Here are some links to some other recent news stories that I thought you would find interesting...

Korean Sky Gazers Discover New Star Systems
Chosun Ilbo - Seoul,South Korea
After ten years of research, Korean astronomers have discovered scores of new densely packed collections of stars, called globular clusters, in the Andromeda galaxy, which is referred to as a sibling of our own galaxy.

Galaxies clash in four-way merger
BBC News - UK
The Spitzer Space Telescope spotted an unusually large fan-shaped plume of light emerging from a gathering of four elliptical galaxies in the cluster ...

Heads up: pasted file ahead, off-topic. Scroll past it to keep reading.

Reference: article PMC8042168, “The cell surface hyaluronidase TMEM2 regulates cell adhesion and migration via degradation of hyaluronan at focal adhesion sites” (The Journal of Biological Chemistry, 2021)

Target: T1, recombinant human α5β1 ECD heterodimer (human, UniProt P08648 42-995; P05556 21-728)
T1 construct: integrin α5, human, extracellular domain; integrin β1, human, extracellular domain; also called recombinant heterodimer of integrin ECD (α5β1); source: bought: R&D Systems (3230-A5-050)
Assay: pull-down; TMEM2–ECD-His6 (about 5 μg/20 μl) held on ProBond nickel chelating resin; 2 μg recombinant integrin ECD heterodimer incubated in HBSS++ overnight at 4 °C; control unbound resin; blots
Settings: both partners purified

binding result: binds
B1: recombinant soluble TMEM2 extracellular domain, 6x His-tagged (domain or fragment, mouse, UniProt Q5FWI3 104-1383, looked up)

India to set up Asia's largest telescope in Himalayas in 2012
RIA Novosti - Moscow,Russia
NEW DELHI, August 6 (RIA Novosti) - A vast telescope to be made by Russian and Belgian firms will be installed in India's Himalayas in 2012

20m British-built camera will see further than ever
Guardian Unlimited - UK
Miri will be the centrepiece for the 6.5-tonne James Webb space telescope, the next in the series of great observatories - which has so far included the ...

  What Sir Patrick Moore wished now even better!

I have made some improvements to the online course that gives you all the essential information to be a good astronomer, without lots of jargon or difficult maths. I've added another free bonus and an extra video and animations to help make the explanations even clearer. So if you want to know what Sir Patrick wished for...

...please take a look at my eCourse called
'Basic Astronomy with a Telescope'. It's what Sir Patrick wished he'd had when he started out in astronomy!